Sacramento Kings

How Troy Williams’ energy is making Dave Joerger consider changing the Kings’ rotation

Kings forward Troy Williams, right, and guard Bogdan Bogdanovic try to defend Toronto Raptors forward Kawhi Leonard on Wednesday at Golden 1 Center.
Kings forward Troy Williams, right, and guard Bogdan Bogdanovic try to defend Toronto Raptors forward Kawhi Leonard on Wednesday at Golden 1 Center.

Kings coach Dave Joerger hinted after Wednesday’s loss to the Toronto Raptors that he might have to reevaluate his rotation due to the inspired efforts of an undrafted player on a two-way contract.

Troy Williams has appeared in three of the last four contests, averaging 10 points and 3.7 rebounds in 21.3 minutes per game while making 11 of 17 field-goal attempts and 5 of 8 from 3-point range. Big baskets, timely rebounds, soaring dunks — Williams is giving the Kings a little bit of everything.

The numbers might be modest, but the energy is undeniable.

“It’s been like that forever,” said Williams, a 6-foot-7, 218-pound small forward. “Being energetic is just second nature to me. I’ve been energetic my whole life, so it just happens.”

Those wondering what happens next for Williams will have to tune in when the Kings play host to the Minnesota Timberwolves on Friday night at Golden 1 Center.

The Kings (6-5) have lost their last two games after winning five in a row. The Timberwolves (4-8) have lost four in a row on a rigorous five-game trip, falling to the Golden State Warriors, the Portland Trail Blazers and the Los Angeles teams in the Clippers and Lakers.

Minnesota features point guard Derrick Rose, shooting guard Jimmy Butler, small forward Andrew Wiggins and center Karl-Anthony Towns. Butler has averaged 22.2 points per game amid trade demands. Wiggins is averaging 17 points. Williams could find himself matched up against both players.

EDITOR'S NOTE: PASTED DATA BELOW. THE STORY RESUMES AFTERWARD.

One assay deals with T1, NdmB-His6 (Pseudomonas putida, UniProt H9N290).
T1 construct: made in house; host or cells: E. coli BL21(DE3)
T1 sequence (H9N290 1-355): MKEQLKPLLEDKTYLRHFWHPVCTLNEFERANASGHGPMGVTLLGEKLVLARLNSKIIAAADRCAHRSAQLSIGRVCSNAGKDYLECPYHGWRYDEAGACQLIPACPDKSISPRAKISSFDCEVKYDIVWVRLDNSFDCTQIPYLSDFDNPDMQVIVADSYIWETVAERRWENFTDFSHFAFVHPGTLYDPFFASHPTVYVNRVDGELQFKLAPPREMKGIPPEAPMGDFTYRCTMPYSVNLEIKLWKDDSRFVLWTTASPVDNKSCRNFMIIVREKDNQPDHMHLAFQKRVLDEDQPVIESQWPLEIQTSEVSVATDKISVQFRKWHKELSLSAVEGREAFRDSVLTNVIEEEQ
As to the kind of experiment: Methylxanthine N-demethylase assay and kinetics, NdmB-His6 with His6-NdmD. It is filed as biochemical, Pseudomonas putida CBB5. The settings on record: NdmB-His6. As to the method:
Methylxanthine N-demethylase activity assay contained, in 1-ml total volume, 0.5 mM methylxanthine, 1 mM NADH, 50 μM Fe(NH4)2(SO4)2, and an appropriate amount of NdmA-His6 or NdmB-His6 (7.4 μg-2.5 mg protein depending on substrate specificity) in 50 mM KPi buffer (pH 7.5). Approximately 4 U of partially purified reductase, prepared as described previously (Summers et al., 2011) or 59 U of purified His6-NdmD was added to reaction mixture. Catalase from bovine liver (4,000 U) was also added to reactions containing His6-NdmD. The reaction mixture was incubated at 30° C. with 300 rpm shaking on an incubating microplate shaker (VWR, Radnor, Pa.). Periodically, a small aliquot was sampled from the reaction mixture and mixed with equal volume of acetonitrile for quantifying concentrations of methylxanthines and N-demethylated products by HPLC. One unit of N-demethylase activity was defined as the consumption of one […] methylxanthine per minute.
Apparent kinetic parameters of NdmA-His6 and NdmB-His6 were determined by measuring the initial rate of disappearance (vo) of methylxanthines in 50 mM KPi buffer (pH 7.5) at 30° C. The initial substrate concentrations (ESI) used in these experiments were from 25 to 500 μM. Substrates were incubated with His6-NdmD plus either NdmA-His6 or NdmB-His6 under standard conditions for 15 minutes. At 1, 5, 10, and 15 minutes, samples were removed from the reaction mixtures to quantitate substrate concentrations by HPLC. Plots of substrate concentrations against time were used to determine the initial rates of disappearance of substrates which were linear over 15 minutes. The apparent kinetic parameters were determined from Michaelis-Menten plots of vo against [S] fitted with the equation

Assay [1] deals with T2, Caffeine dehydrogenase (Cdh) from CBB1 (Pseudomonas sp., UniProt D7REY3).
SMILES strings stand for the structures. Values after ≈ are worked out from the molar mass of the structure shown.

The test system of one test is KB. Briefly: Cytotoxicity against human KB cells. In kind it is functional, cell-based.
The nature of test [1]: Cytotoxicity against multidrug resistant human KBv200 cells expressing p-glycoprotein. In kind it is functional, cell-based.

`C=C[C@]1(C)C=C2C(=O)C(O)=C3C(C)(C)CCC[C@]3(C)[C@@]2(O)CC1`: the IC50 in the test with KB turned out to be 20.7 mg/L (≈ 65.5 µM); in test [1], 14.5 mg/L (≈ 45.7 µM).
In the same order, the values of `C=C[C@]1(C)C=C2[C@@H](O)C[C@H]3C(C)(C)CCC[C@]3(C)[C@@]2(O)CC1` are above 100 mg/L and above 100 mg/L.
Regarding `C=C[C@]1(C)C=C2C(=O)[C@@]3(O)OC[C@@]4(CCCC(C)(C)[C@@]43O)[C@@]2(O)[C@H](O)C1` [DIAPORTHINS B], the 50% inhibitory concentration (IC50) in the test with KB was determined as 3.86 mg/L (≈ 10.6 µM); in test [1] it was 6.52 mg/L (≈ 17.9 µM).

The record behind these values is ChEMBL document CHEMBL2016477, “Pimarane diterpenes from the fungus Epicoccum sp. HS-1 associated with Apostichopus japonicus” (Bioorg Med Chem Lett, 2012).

“(Williams) has size, he can jump over somebody, shoot the ball (and) he’s physical,” Joerger said. “I think he gives us something a little bit different to do some flexibility things.”

The Kings signed Williams, 23, to a two-way contract Oct. 20. Williams spent parts of the past two seasons with the Memphis Grizzlies, Houston Rockets and New York Knicks, bouncing between the NBA clubs and their G League affiliates.

Under his current deal, Williams can log up to 45 days of service with the Kings. The rest of his season must be spent with the team’s G League affiliate in Stockton unless the Kings offer him a uniform player contract.

Williams has spent 11 days with the Kings and is already making a big impression. He had 12 points, five rebounds and two blocked shots against the Orlando Magic. He scored 11 points against the Milwaukee Bucks.

In Wednesday’s 114-105 loss to the Raptors, Williams posted seven points, three rebounds and two assists in just 14 minutes, providing a spark as the Kings battled back in the second half. One of the highlights of the night came when Williams — a former G League slam dunk champion — threw down a put-back jam in the face of Toronto center Serge Ibaka, an All-NBA defender who has twice led the league in blocked shots.

After the game, Joerger was asked if he is finding it difficult to keep Williams off the floor. Joerger answered affirmatively.

“It’s hard, so I’m going to have to figure out what I want to do in the rotation,” Joerger said. “I think he comes in and he gives us a pop, and I like that, both defensively and offensively. He gets a couple dunks, he makes a couple cuts. You notice him and he makes an impact.”

Williams said he has enjoyed being a part of a young team that ranks among the league leaders in scoring and pace.

“We’re all young,” Williams said. “I’ve been on teams that had plenty of vets and a couple of young guys, but this is a real young team. It’s my first time being on a team like this, but everybody plays hard, everybody’s so athletic and everybody’s grateful, both on and off the court, so it’s a good fit.”

Jason Anderson: 916-321-1363, @JandersonSacBee
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